General Motors is more confident than some may think in the auto insurance market and that may be a risk to an individual.
The automaker is offering auto insurance in 20 U.S. states after beginning a test late in 2020, GM CEO Mary Barra told analysts on an earnings call Wednesday morning. GM will be using data from its OnStar system to help determine coverage for non-OnStar drivers, although the offer is open to OnStar drivers.
We are enjoying some good success in the test markets and going through a process of making sure that we have got the appropriate licenses to do business where we need to, GM Paul Jacobson said on Yahoo Finance Live. I would say it's in the growth phase right now, very early stages.
Jacobson said GM would have to say more on its auto insurance ambitions at an early October investor day.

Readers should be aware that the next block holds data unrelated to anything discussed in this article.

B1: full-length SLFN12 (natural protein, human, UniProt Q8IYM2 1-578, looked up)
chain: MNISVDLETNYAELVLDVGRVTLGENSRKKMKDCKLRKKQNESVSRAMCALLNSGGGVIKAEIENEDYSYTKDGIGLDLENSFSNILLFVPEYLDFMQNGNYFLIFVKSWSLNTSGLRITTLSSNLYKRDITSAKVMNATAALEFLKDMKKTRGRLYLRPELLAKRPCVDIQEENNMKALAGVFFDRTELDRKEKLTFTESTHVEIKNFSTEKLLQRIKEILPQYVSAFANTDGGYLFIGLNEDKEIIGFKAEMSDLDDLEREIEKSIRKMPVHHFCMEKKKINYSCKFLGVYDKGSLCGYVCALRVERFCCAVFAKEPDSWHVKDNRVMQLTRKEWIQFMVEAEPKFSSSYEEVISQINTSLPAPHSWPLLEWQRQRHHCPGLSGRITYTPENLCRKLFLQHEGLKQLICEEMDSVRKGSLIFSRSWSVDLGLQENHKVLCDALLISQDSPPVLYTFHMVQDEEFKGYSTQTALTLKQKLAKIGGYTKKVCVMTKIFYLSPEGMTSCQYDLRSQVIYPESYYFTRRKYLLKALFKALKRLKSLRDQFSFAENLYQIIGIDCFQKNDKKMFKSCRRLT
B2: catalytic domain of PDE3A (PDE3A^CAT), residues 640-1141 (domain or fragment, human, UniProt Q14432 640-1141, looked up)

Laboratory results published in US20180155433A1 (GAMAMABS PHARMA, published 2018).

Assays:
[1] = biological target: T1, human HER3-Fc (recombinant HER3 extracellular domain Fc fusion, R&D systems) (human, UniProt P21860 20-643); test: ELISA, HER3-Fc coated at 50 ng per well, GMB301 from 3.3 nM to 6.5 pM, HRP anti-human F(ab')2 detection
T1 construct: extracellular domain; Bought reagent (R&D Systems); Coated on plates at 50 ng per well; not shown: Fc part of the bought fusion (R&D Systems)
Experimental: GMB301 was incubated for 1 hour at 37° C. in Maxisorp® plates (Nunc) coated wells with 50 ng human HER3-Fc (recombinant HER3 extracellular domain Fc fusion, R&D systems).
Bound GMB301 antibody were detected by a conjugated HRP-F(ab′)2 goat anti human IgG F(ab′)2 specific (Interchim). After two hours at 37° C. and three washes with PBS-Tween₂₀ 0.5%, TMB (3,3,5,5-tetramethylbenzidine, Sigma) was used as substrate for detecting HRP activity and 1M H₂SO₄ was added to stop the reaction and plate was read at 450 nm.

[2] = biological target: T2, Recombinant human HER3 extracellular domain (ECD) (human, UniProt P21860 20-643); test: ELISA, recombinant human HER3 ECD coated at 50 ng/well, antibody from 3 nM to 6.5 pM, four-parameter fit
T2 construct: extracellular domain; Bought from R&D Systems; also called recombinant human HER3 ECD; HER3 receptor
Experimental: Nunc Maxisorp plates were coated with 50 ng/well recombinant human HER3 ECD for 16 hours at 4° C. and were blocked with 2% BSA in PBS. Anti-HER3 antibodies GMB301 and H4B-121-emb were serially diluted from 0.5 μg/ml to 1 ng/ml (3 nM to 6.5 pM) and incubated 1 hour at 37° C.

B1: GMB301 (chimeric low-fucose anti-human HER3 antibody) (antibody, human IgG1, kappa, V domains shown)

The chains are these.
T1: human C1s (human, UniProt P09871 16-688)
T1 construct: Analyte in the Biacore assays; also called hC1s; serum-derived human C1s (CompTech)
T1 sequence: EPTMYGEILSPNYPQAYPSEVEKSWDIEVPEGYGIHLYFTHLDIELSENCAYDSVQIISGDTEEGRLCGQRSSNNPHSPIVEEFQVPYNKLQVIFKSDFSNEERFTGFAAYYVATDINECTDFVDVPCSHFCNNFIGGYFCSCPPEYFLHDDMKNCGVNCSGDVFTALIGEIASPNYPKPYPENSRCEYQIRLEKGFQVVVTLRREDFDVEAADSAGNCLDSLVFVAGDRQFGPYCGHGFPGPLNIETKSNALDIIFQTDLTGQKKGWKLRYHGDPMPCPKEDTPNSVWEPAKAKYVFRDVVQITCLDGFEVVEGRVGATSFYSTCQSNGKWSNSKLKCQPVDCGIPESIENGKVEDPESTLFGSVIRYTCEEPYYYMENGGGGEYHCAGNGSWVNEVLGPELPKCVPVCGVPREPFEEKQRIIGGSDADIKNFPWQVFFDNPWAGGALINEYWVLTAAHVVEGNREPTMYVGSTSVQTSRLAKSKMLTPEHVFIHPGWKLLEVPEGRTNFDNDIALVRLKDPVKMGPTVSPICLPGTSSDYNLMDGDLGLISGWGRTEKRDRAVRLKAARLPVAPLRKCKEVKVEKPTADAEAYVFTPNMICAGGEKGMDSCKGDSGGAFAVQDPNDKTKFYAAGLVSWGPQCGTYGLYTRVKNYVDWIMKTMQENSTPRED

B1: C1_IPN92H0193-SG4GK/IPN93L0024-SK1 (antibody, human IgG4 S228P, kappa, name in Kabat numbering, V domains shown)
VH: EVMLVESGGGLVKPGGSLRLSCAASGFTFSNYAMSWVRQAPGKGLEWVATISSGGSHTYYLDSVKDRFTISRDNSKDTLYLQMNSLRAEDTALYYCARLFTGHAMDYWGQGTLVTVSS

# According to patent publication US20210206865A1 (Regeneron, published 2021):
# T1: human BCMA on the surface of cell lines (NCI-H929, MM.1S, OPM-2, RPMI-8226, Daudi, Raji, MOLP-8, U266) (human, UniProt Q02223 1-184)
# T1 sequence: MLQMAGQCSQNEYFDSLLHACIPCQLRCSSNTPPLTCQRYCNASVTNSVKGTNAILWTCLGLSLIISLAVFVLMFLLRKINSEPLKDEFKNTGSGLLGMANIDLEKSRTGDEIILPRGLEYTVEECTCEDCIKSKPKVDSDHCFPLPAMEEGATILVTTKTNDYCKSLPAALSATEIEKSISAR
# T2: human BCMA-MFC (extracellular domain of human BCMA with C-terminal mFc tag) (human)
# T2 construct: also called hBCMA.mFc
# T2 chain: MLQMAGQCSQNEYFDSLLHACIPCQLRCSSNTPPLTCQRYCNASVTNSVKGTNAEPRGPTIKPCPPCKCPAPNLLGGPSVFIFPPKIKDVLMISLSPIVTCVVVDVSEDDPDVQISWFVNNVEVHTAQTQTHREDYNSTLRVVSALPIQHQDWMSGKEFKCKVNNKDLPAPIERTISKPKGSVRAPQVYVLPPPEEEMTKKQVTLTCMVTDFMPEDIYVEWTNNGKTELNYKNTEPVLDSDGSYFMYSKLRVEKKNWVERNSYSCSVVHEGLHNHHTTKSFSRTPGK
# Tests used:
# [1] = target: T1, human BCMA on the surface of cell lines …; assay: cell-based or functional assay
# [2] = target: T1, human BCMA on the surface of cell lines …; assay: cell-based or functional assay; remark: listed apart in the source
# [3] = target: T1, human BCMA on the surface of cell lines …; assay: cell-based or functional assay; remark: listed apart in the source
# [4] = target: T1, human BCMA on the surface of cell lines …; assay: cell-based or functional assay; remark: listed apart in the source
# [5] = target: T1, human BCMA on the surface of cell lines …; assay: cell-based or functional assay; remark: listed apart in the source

Indeed, GM didn't need auto insurance to help power its second quarter earnings. Amid boom in automotive demand during the Pandemic, the company saw strength pretty much across the board but most notably in pickup trucks and crossovers.
The Street was disappointed in GM's bottom line performance which fell short of estimates, as the company picks up investment in electric car development and battles through plant closures stemming from chip shortage.
Here is how GM performed at Wall Street analyst estimates:
GM shares fell about 8% on Wednesday following the earnings report as investors digested the earnings miss and a cautious outlook by the auto giant.
The company expects to make 100,000 fewer vehicles in the first half of the year than the second half due to semiconductor shortages cause manufacturing shutdowns. GM is also anticipating inflation of USD 1.5 billion to $2 billion in commodities.
Jacobson says the outlook is appropriately cautious given the external environment.
We thought cautious tone appropriate for the time. Jacobson said we've always focused on making sure that we are putting numbers out that we know we can deliver to the Street, Jacobson said.